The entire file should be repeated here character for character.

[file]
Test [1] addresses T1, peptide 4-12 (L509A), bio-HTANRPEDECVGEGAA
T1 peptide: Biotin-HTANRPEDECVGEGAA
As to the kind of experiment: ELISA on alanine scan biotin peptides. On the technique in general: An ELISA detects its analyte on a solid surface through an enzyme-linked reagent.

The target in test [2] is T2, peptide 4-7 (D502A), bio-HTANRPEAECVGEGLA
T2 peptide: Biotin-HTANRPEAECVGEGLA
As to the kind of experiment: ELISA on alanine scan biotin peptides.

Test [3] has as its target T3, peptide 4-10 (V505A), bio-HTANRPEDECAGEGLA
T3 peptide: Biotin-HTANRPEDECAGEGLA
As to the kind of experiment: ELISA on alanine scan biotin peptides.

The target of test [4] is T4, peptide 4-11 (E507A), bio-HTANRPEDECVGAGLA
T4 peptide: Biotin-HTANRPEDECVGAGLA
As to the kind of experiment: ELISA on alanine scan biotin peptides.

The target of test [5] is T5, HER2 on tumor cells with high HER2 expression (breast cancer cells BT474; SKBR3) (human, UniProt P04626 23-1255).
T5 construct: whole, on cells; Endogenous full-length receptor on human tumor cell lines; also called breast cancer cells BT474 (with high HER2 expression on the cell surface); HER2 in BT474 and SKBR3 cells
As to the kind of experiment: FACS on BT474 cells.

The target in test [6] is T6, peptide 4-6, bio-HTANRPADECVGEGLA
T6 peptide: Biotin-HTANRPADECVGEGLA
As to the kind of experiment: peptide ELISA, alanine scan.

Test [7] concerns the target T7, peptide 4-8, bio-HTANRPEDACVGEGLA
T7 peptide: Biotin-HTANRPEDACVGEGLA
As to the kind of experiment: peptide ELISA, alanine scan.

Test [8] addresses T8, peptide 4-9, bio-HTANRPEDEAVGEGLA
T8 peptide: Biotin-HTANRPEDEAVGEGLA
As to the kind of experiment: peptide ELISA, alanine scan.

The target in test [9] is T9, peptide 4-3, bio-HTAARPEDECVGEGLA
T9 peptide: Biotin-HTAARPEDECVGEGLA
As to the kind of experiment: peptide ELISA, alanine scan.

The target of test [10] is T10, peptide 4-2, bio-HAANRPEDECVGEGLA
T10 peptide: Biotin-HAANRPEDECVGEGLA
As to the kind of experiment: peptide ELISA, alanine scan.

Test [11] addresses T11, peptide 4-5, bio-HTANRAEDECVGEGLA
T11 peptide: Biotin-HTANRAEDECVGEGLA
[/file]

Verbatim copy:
Test [1] addresses T1, peptide 4-12 (L509A), bio-HTANRPEDECVGEGAA
T1 peptide: Biotin-HTANRPEDECVGEGAA
As to the kind of experiment: ELISA on alanine scan biotin peptides. On the technique in general: An ELISA detects its analyte on a solid surface through an enzyme-linked reagent.

The target in test [2] is T2, peptide 4-7 (D502A), bio-HTANRPEAECVGEGLA
T2 peptide: Biotin-HTANRPEAECVGEGLA
As to the kind of experiment: ELISA on alanine scan biotin peptides.

Test [3] has as its target T3, peptide 4-10 (V505A), bio-HTANRPEDECAGEGLA
T3 peptide: Biotin-HTANRPEDECAGEGLA
As to the kind of experiment: ELISA on alanine scan biotin peptides.

The target of test [4] is T4, peptide 4-11 (E507A), bio-HTANRPEDECVGAGLA
T4 peptide: Biotin-HTANRPEDECVGAGLA
As to the kind of experiment: ELISA on alanine scan biotin peptides.

The target of test [5] is T5, HER2 on tumor cells with high HER2 expression (breast cancer cells BT474; SKBR3) (human, UniProt P04626 23-1255).
T5 construct: whole, on cells; Endogenous full-length receptor on human tumor cell lines; also called breast cancer cells BT474 (with high HER2 expression on the cell surface); HER2 in BT474 and SKBR3 cells
As to the kind of experiment: FACS on BT474 cells.

The target in test [6] is T6, peptide 4-6, bio-HTANRPADECVGEGLA
T6 peptide: Biotin-HTANRPADECVGEGLA
As to the kind of experiment: peptide ELISA, alanine scan.

Test [7] concerns the target T7, peptide 4-8, bio-HTANRPEDACVGEGLA
T7 peptide: Biotin-HTANRPEDACVGEGLA
As to the kind of experiment: peptide ELISA, alanine scan.

Test [8] addresses T8, peptide 4-9, bio-HTANRPEDEAVGEGLA
T8 peptide: Biotin-HTANRPEDEAVGEGLA
As to the kind of experiment: peptide ELISA, alanine scan.

The target in test [9] is T9, peptide 4-3, bio-HTAARPEDECVGEGLA
T9 peptide: Biotin-HTAARPEDECVGEGLA
As to the kind of experiment: peptide ELISA, alanine scan.

The target of test [10] is T10, peptide 4-2, bio-HAANRPEDECVGEGLA
T10 peptide: Biotin-HAANRPEDECVGEGLA
As to the kind of experiment: peptide ELISA, alanine scan.

Test [11] addresses T11, peptide 4-5, bio-HTANRAEDECVGEGLA
T11 peptide: Biotin-HTANRAEDECVGEGLA